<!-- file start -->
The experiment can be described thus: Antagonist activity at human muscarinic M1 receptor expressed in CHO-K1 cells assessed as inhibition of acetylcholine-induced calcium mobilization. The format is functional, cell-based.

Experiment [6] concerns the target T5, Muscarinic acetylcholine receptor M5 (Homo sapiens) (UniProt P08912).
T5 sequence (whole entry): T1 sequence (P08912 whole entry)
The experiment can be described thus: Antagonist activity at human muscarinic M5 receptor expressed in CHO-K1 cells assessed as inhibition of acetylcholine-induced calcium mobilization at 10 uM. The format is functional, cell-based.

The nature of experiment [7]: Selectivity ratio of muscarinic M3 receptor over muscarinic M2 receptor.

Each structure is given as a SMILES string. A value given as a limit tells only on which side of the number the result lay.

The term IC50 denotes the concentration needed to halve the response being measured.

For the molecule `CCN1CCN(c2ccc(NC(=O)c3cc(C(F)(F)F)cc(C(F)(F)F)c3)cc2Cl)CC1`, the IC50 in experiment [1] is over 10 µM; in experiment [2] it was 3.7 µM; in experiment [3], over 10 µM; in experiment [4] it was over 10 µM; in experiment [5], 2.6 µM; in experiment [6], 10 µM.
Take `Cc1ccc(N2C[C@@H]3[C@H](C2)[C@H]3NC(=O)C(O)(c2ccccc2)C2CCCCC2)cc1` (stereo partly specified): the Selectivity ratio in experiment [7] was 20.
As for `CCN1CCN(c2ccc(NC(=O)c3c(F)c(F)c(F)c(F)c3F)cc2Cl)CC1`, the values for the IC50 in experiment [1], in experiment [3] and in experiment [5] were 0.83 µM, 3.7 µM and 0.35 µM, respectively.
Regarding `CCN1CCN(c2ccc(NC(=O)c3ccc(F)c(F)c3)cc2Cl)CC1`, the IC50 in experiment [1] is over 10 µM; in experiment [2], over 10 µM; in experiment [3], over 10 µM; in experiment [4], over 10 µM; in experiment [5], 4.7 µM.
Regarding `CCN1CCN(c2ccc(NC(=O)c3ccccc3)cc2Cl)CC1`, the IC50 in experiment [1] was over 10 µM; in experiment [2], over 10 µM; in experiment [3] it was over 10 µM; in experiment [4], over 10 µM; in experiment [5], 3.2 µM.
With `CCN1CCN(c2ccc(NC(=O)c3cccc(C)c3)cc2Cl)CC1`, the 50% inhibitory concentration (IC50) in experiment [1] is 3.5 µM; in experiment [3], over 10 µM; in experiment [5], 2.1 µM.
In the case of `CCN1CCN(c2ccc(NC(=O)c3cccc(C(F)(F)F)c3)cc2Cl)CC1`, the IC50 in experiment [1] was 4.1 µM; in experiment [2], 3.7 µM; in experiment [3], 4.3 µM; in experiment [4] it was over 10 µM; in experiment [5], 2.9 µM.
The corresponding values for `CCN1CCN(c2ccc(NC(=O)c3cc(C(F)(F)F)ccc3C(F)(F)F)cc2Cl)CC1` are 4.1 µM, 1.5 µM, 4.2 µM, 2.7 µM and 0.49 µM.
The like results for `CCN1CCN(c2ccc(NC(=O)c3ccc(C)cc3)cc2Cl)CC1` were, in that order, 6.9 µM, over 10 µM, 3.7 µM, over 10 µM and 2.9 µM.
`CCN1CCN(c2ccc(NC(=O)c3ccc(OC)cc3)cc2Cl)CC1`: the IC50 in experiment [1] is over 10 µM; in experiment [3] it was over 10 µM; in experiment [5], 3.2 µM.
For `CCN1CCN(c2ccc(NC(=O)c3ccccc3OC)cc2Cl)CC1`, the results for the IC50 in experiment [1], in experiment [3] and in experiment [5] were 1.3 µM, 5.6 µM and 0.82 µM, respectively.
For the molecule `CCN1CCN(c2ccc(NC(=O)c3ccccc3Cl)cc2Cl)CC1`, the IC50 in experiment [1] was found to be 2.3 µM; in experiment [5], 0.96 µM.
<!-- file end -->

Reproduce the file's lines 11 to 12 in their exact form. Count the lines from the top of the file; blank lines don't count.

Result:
Regarding `CCN1CCN(c2ccc(NC(=O)c3ccc(F)c(F)c3)cc2Cl)CC1`, the IC50 in experiment [1] is over 10 µM; in experiment [2], over 10 µM; in experiment [3], over 10 µM; in experiment [4], over 10 µM; in experiment [5], 4.7 µM.
Regarding `CCN1CCN(c2ccc(NC(=O)c3ccccc3)cc2Cl)CC1`, the IC50 in experiment [1] was over 10 µM; in experiment [2], over 10 µM; in experiment [3] it was over 10 µM; in experiment [4], over 10 µM; in experiment [5], 3.2 µM.